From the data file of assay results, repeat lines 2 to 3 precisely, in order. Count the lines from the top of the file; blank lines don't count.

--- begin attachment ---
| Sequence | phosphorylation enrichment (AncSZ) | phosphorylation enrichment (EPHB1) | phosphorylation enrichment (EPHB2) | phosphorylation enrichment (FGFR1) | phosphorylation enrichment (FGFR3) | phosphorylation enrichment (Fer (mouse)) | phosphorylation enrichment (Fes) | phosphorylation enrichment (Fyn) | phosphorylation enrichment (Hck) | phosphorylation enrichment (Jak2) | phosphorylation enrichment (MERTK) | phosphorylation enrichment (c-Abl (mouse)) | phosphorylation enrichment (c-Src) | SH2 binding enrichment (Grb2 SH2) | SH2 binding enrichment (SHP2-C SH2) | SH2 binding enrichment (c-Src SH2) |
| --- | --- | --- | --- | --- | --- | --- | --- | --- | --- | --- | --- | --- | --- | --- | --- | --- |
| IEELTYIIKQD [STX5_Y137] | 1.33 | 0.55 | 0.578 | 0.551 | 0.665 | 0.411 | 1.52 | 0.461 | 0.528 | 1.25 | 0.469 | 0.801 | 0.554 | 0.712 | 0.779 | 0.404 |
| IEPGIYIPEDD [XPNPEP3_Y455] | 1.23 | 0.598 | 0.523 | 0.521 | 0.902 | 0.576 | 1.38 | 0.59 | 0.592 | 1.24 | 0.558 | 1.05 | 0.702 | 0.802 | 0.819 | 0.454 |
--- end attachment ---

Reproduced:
| --- | --- | --- | --- | --- | --- | --- | --- | --- | --- | --- | --- | --- | --- | --- | --- | --- |
| IEELTYIIKQD [STX5_Y137] | 1.33 | 0.55 | 0.578 | 0.551 | 0.665 | 0.411 | 1.52 | 0.461 | 0.528 | 1.25 | 0.469 | 0.801 | 0.554 | 0.712 | 0.779 | 0.404 |